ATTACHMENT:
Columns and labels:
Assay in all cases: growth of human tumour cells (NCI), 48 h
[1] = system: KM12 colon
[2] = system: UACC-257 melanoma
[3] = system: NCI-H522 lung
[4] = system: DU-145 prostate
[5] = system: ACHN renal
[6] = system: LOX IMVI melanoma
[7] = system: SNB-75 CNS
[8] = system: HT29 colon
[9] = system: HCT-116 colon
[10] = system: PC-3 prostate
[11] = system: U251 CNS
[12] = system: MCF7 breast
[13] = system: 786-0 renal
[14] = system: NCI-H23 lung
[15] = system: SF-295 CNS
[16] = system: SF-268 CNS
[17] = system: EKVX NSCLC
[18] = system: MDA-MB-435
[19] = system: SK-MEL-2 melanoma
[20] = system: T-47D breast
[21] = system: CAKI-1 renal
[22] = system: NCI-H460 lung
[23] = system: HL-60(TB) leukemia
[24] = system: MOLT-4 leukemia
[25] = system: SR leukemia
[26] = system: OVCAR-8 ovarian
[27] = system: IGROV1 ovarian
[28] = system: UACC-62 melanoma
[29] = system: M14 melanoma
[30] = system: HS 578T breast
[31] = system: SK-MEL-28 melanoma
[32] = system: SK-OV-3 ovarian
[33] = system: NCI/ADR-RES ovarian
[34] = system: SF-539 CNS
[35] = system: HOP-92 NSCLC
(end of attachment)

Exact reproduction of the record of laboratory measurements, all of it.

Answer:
Columns and labels:
Assay in all cases: growth of human tumour cells (NCI), 48 h
[1] = system: KM12 colon
[2] = system: UACC-257 melanoma
[3] = system: NCI-H522 lung
[4] = system: DU-145 prostate
[5] = system: ACHN renal
[6] = system: LOX IMVI melanoma
[7] = system: SNB-75 CNS
[8] = system: HT29 colon
[9] = system: HCT-116 colon
[10] = system: PC-3 prostate
[11] = system: U251 CNS
[12] = system: MCF7 breast
[13] = system: 786-0 renal
[14] = system: NCI-H23 lung
[15] = system: SF-295 CNS
[16] = system: SF-268 CNS
[17] = system: EKVX NSCLC
[18] = system: MDA-MB-435
[19] = system: SK-MEL-2 melanoma
[20] = system: T-47D breast
[21] = system: CAKI-1 renal
[22] = system: NCI-H460 lung
[23] = system: HL-60(TB) leukemia
[24] = system: MOLT-4 leukemia
[25] = system: SR leukemia
[26] = system: OVCAR-8 ovarian
[27] = system: IGROV1 ovarian
[28] = system: UACC-62 melanoma
[29] = system: M14 melanoma
[30] = system: HS 578T breast
[31] = system: SK-MEL-28 melanoma
[32] = system: SK-OV-3 ovarian
[33] = system: NCI/ADR-RES ovarian
[34] = system: SF-539 CNS
[35] = system: HOP-92 NSCLC